School of Life Sciences celebrates International Women’s Day 2018

Today is International Women’s Day. In celebration of this yearly event, we met with some of our female students to find out the projects they’re undertaking as part of their studies at the School of Life Sciences, University of Lincoln UK.

After being recognised for its commitment to advancing women’s careers in STEMM (Science, Technology, Engineering, Mathematics and Medicine), the University of Lincoln achieved a Bronze Award in 2014 as part of the Athena SWAN Charter.

In addition, the women in science, engineering and technology group (WiSE@Lincoln) was set up at the University in 2012 to coordinate and deliver sustained support, guidance, training and inspiration for the Lincoln women in science, engineering and technology. The WiSE group is headed up by the Eleanor Glanville Centre, an interdisciplinary centre for inclusion, diversity and equality at the University of Lincoln.

Below are a selection of our female students / staff members – you can find out more about their projects by clicking their photographs.

 

This slideshow requires JavaScript.

International Women’s Day ​​(March 8th) is a global day celebrating the social, economic, cultural and political achievements of women. The day also marks a call to action for accelerating gender parity.​ ​International Women’s Day​ (IWD) has occurred for well over a century, with the first IWD run by the Suffragettes in 1911.​ IWD belongs to all groups collectively everywhere. IWD is not country, group or organisation specific.

www.internationalwomensday.com

Join in the discussion on Twitter using #IWD2018

Touchscreen test reveals new findings on intelligence of birds

 

Birds such as parrots and crows have been using touchscreen technology as part of an international research study examining whether the ways in which animals respond to new things influences how eager they are to explore.
The new research, involving scientists from across Europe, looks at how a number of factors affect the speed and frequency with which the birds investigate new objects that they have never seen before.The study was carried out by researchers from the Messerli Research Institute (University of Veterinary Medicine Vienna) and the University of Vienna in Austria, the Max Planck Institute for Ornithology in Germany and University of Lincoln, UK.It has generally been assumed that neophobic species (species that do not like new things) have a tendency to explore less than those that do (referred to as neophilic). For example, kea parrots in New Zealand have been known to destroy cars because they are so interested in new things.The research results reveal that the neotic style of a bird (how neophobic or neophilic an animal is) has an impact on when they choose to explore new objects, but not on their level of exploration. Those who are more neophobic carry out the same amount of exploration, but simply make the approach much later. The results also show that juvenile animals explore more quickly than adults do.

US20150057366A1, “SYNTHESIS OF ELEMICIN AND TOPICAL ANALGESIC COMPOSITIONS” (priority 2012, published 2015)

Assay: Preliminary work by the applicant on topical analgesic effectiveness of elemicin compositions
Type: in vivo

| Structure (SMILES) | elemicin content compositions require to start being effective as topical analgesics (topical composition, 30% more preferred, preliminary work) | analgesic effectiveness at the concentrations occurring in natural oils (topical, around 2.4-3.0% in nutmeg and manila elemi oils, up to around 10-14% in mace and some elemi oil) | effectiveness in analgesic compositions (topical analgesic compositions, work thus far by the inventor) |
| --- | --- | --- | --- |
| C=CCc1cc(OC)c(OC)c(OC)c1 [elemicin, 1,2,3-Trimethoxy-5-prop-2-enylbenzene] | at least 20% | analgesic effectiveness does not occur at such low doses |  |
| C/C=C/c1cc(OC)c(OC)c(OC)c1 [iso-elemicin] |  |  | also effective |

Significantly, the scientists found that individual differences and characteristics seem to be much more important than species-level differences in determining how eager a bird is to explore. This suggests that neotic style is not, as is frequently assumed, a result of the challenges faced by an entire species, but instead appears to differ depending on the individual bird.

As part of the investigation, the parrots and crows were introduced to a touchscreen which revealed two different coloured shapes on a regular basis, and they were trained to understand that choosing one of the shapes (by pecking it) could result in a food reward. The researchers showed each bird 16 pairs of shapes, and throughout the task introduced a few novel stimuli that they had never seen before. The researchers measured how quickly they responded to the new shapes, and at which point in the test they chose to investigate them.

A video of Sven the Eclectus parrot working the touchscreen is available to view on YouTube.

Dr Anna Wilkinson, a specialist in animal cognition from the School of Life Sciences at the University of Lincoln, explained: “Rather than its species, we found that individual differences have a significant impact upon how quickly a bird begins to explore. This is likely to be due to a combination of the bird’s age, its individual position in the social hierarchy, and its own previous experiences.”

The birds that featured in the study were from nine different species of parrots and corvids – also known as the crow family. They were selected to represent different ecological backgrounds so that factors such as the likelihood of pressure from predators could also be taken into account. For example, species originating from islands such as Goffin’s cockatoos and vasa parrots are less likely to face pressure from predators than those such as ravens, jackdaws and African grey parrots, which are much more widely distributed.